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Community Values in a Small Welsh Town, Called Machynlleth

September 26, 2013,
Claire Montanaro

Community values were the subject of my blog yesterday but they were in the context of bird life, mourning, in a sense, the loss of so many of the qualities, beliefs and practices that epitomised the altruism of our forebears, long ago. It is rare, these days, to find true community spirit within the human family, when the focus for so many is subjective well-being usually envisioned as coming through financial security and status, consumerism at whatever cost. [caption id="attachment_1695" align="alignright" width="150"]community values in pink April loved pink[/caption] I was reminded today, as I saw the pink funeral of a little girl who loved pink, that community consciousness exists still, and strongly: the small Welsh town of Machynlleth closed down and came together to say farewell to April Jones, just as the inhabitants had come together for many heart-rending hours to try to find the missing child, almost a year ago. They grieved together, supported together, communally united in the wish to help their own. The loss of any child in an untimely or tragic way is a reason for attention, her kidnapping and murder even more so, but a year ago the unity of her home-town in its determination to help her and her family became almost as much the “story” as the facts of her disappearance did, because it was so remarkable in today’s materialistic world. [caption id="attachment_2081" align="alignleft" width="150"]Machynlleth Machynlleth (via Wikipedia)[/caption] In other towns, too, in Britain and other countries with a heart, neighbours have done what they can to help in times of tragedy, but often it has been limited by the anonymity of city life, transient populations, and the lack of a sense of belonging. Machynlleth, with its population of about 2000, is situated in a remote and very beautiful part of Wales, surrounded by mountain ranges and on its own: those who live here are confined and yet expanded by their enforced but chosen community isolation, as occurs in many very rural locations, past and, thankfully, present. The community spirit of hundreds of generations lives on, here, and there. Meanwhile, in different places, community values have lessened to the point, sometimes, of being denied, or distorted at least, translated from compassion even into violence. The heart of community is kindness to others as well as to ourselves, and beyond ourselves; it is giving without seeking reward, and taking pleasure in the well-being of others, at all times. How could we have forgotten?   [byline]  ]]>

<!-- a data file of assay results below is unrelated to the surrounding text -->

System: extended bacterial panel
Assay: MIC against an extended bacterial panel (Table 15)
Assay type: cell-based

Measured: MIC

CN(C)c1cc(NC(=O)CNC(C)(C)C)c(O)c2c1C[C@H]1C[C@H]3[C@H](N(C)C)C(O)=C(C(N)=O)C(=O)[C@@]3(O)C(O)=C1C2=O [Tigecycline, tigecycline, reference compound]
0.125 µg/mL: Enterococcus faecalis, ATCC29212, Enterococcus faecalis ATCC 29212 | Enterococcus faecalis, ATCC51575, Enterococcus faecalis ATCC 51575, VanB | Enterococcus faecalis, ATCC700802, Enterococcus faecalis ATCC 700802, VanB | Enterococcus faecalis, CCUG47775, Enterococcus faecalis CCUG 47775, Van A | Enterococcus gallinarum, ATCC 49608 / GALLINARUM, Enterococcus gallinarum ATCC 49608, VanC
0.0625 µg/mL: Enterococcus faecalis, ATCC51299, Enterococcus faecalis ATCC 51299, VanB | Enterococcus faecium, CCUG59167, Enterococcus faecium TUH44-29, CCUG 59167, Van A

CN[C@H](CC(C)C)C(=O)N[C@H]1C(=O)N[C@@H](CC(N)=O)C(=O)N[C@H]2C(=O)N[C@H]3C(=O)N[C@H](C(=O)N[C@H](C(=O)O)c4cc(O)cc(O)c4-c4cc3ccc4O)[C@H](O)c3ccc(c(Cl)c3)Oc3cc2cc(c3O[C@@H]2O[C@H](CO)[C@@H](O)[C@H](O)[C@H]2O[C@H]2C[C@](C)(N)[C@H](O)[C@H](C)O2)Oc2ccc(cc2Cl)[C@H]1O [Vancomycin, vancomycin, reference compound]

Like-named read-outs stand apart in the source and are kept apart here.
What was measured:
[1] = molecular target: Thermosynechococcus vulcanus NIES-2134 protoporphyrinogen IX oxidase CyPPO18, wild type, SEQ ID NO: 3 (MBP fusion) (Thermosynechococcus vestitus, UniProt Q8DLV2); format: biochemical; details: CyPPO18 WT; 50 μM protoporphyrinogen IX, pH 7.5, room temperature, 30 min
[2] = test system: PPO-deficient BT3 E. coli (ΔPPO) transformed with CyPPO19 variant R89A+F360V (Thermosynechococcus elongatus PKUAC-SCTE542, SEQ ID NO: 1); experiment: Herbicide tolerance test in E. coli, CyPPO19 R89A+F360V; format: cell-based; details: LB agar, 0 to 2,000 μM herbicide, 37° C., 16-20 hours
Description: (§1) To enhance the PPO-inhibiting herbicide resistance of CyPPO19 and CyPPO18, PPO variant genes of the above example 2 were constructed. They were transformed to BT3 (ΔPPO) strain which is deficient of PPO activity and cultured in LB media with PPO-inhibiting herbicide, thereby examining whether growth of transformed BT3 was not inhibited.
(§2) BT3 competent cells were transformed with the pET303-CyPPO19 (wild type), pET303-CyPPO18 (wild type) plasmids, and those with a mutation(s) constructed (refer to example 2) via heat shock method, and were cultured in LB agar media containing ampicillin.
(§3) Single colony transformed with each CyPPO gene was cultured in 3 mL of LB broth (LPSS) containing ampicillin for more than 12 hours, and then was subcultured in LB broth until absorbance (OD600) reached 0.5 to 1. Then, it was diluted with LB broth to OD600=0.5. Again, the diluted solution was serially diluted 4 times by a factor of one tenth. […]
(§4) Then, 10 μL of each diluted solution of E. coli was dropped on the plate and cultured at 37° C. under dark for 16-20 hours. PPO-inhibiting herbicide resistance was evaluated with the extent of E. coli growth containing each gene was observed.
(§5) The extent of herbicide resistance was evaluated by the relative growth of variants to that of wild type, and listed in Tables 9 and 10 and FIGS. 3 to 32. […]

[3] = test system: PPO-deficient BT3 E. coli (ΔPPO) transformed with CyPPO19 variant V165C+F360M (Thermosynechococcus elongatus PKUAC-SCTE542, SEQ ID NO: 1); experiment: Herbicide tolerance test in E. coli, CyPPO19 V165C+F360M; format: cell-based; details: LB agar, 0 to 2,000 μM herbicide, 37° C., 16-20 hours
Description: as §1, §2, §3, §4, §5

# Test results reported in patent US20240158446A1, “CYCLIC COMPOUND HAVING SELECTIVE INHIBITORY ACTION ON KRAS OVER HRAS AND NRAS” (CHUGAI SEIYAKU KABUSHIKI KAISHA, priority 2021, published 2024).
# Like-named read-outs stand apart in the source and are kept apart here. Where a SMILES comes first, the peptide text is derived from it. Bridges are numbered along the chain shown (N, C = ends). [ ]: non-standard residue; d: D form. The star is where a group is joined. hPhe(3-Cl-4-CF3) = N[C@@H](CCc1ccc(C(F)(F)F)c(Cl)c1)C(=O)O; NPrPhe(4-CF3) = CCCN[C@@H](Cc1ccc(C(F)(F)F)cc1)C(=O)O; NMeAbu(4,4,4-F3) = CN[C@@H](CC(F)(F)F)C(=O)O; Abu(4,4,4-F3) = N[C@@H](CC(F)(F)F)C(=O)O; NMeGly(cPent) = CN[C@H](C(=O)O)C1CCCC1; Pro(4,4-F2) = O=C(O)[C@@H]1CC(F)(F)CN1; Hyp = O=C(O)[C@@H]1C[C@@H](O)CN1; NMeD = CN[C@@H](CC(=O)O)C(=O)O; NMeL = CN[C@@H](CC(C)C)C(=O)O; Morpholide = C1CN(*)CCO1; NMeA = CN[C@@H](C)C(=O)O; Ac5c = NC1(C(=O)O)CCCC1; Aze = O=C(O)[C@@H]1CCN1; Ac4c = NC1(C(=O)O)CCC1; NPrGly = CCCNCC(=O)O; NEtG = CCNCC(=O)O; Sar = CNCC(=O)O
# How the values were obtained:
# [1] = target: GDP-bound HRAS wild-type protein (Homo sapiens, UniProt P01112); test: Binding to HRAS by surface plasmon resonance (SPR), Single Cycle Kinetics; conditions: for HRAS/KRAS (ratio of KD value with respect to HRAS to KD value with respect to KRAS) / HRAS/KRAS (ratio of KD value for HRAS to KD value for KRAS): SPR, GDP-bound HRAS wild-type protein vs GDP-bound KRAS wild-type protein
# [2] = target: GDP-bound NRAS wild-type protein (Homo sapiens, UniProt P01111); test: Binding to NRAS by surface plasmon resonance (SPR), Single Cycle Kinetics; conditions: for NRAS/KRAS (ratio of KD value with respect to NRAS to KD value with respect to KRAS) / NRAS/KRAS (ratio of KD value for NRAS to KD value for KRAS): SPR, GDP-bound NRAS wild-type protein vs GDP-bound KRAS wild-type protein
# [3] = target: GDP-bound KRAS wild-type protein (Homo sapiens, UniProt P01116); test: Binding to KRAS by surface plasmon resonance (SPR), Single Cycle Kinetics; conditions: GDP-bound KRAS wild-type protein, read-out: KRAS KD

Claire Montanaro is a spiritual teacher, channel and blogger with special interest in esoteric philosophy and the world in transition. Loves nature and wildlife. Author of "Spiritual Wisdom”.

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